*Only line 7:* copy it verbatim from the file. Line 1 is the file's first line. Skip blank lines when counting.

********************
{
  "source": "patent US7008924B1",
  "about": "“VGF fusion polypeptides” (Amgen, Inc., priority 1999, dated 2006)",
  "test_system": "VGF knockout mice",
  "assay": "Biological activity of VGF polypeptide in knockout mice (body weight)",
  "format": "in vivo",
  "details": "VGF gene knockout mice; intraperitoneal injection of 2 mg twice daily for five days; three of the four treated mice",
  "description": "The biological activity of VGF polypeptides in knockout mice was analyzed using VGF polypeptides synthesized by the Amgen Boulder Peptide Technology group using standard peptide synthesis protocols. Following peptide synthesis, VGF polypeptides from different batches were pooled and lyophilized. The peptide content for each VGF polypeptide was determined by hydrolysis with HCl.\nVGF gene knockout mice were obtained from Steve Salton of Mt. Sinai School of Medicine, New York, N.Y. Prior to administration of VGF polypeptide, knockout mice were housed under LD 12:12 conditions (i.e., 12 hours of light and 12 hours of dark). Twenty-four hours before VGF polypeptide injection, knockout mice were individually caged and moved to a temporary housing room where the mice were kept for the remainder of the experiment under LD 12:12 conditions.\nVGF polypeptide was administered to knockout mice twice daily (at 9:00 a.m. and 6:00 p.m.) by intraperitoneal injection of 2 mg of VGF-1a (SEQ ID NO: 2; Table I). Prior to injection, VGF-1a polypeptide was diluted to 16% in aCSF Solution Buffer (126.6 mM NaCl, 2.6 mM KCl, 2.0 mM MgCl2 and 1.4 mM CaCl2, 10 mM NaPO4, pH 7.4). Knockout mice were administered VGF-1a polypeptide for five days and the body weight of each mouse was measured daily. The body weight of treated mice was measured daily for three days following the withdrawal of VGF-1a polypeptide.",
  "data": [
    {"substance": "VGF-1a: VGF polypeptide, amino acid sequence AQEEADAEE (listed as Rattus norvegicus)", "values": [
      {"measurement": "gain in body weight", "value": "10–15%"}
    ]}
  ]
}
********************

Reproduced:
  "details": "VGF gene knockout mice; intraperitoneal injection of 2 mg twice daily for five days; three of the four treated mice",